Page 20: of Maritime Reporter Magazine (July 2003)

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USCG Deepwater sition strategy calls for the delivery of an entire system of interoperable platforms and supporting systems designed to meet performance-based requirements.

The IDS Mission Need Statement expresses this requirement for a systems solution: "The goal of this effort is not to replace ships, aircraft, and sensors with more ships, aircraft, and sensors, but to provide the

Coast Guard with the functional capabilities required to achieve mission success safely."

This overarching focus on a system-wide acquisition outcome obliged industry to view Deepwater perform- ance requirements in their entirety in order to develop



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CMP an integrated strategic plan that ensured asset compa- rability and interoperability, while providing high lev- els of operational effectiveness and the most afford- able solution for U.S. taxpayers. Cost is treated as an independent variable in the IDS acquisition program; this approach is essential if the Coast Guard is to remain within planned annual expenditures of $500 million (in fiscal year 1998 dollars adjusted for infla- tion) over the life of the program. The program also is unusual for its efforts to reduce total ownership costs to the lowest possible level. Our 1CGS partners in industry were provided with the performance specifi-I cations needed to achieve system-wide capa- bilities. This approach allows industry to lever- age state-of-the market technologies and bring its innovation and industrial capacity to bear most effectively. Commercially available "state-of-the-market" and non-developmental items will be the basic building blocks for

Deepwater's assets and components.

A System of Systems

When the transformational Deepwater pro- gram is fully implemented, the total ICGS sys- tem will consist of upgraded 123-ft. (37.4-m)

Island-class patrol boats, three classes of new cutters and their associated small boats, new and upgraded fixed-wing maritime patrol air- craft, a combination of upgraded and new hel- icopters. and both cutter-based and land-based unmanned air vehicles. The Deepwater pro- gram will provide the Coast Guard with the operational capabilities, capacity, platforms and systems necessary to focus on the preven- tion of attacks on the U.S. homeland. In addi- tion. Deepwater's more capable platforms also will benefit the Coast Guard's other traditional missions, including maritime safety, the pro- tection of natural resources, maritime mobility m n o v> «r

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O 2 and national defense. Most importantly, Deepwater assets will be supported by fully interoperable C4ISR (command, control, communication, computers, intel- ligence, surveillance, and reconnaissance) and an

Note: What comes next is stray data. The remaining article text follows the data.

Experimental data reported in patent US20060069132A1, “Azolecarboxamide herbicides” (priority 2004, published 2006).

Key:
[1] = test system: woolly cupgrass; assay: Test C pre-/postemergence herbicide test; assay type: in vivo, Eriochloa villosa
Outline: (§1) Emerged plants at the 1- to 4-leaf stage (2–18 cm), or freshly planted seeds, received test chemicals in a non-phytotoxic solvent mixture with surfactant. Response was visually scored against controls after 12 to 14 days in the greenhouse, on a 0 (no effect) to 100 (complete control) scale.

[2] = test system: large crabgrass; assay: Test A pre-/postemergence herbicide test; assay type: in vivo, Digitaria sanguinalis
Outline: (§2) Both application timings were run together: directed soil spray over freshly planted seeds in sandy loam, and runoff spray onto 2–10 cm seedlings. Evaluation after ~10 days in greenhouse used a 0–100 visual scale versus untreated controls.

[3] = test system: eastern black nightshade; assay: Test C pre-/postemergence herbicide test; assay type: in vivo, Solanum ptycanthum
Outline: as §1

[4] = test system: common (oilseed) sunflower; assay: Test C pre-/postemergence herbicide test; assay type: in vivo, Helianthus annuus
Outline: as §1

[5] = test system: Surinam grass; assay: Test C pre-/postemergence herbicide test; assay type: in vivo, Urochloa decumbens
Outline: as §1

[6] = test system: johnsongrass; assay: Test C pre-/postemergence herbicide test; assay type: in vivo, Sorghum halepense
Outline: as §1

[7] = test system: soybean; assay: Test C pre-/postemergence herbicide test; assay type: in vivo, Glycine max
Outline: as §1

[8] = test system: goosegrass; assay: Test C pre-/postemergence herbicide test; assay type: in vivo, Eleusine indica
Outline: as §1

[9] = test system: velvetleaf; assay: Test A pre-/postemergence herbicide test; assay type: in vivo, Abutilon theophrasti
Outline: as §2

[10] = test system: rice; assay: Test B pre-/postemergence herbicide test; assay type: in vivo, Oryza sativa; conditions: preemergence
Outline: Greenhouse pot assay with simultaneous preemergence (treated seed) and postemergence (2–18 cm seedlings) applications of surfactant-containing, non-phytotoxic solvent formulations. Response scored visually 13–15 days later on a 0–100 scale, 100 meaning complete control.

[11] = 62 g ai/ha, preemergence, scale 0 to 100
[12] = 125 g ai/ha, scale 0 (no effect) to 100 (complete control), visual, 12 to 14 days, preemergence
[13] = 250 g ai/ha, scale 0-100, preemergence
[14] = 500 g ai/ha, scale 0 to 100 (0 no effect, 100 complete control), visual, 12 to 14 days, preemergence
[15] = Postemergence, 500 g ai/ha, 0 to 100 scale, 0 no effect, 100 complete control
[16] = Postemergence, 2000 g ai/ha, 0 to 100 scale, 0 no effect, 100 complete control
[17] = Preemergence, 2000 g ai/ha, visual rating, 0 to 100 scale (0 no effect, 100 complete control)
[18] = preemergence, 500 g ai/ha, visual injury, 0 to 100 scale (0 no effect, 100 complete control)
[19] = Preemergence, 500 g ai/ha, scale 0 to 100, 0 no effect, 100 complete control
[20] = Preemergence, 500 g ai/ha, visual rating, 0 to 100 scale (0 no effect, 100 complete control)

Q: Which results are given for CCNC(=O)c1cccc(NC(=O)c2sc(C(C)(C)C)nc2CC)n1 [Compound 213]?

Integrated Logistics System (ILS).

Deepwater's C4ISR system will be a critical enabler in allowing the Coast Guard to develop maritime domain awareness — comprehensive information, intelligence, and knowledge of all relevant entities in the U.S. maritime domain that could affect U.S. secu- rity. the U.S. economy and environment. This knowl- edge will lead directly to improved risk management, the more productive employment of operational assets, and a common operational picture. Deepwater's more capable platforms and C4ISR system will great- ly expand surveillance and detection efforts.

Capabilities also can be cascaded to other agencies as new joint competencies are forged. Deepwater's

Integrated Logistics System (ILS) will, in many ways, provide the solid foundation needed to support this extraordinary transformation of the Coast Guard's operational capabilities. The integration of ILS per- formance specifications across air, surface, and C4ISR domains will help to drive platform designs as such factors as optimal manning, supportability, maintain- ability, reliability, and total ownership costs are incor- porated-leading eventually to higher operational readi- ness, improved safety, and lower operating expenses.

Surface and Air Domains

During the years ahead, the Coast Guard's legacy force will be progressively upgraded and recapitalized as new and more-capable cutters, aircraft, and unmanned aerial vehicles (UAVs) are introduced to the fleet. The first five years of the program will see considerable progress. For example, in February, the 110-ft. (33.5-m) cutter USCGC Matagorda became the first of 49 Island-class patrol boats to enter the

Bollinger shipyard in Lockport. La., to undergo con- version to a 123-ft. (37.4-m) vessel with upgraded operational capabilities.

Modifications include the fitting of a stern ramp to enhance small boat launch-and-recovery operations. The

Short-Range Prosecutor, a new seven- meter boat, will add to the patrol craft's capabilities. A new deckhouse, new berthing compartments, a new galley, an improved air-conditioning system, and other enhancements will improve habitability and quality of life for the crew when they are underway. Three new classes of cutters (the National

Security Cutter (NSC), the Offshore

Patrol Cutter (OPC), and the Fast

Response Cutter (FRC)), are being designed from the keel up. The first

NCS will enter service in 2006. These new cutters will be more seaworthy and include reconfigurable spaces that can be tailored for specific missions.

Crew size, which is the most signifi- cant factor affecting a ship's total life- cycle costs, will be reduced through a variety of means, including a greater reliance on automated systems, by incorporating design requirements based on human-centered •^arOimASfabintyJ^

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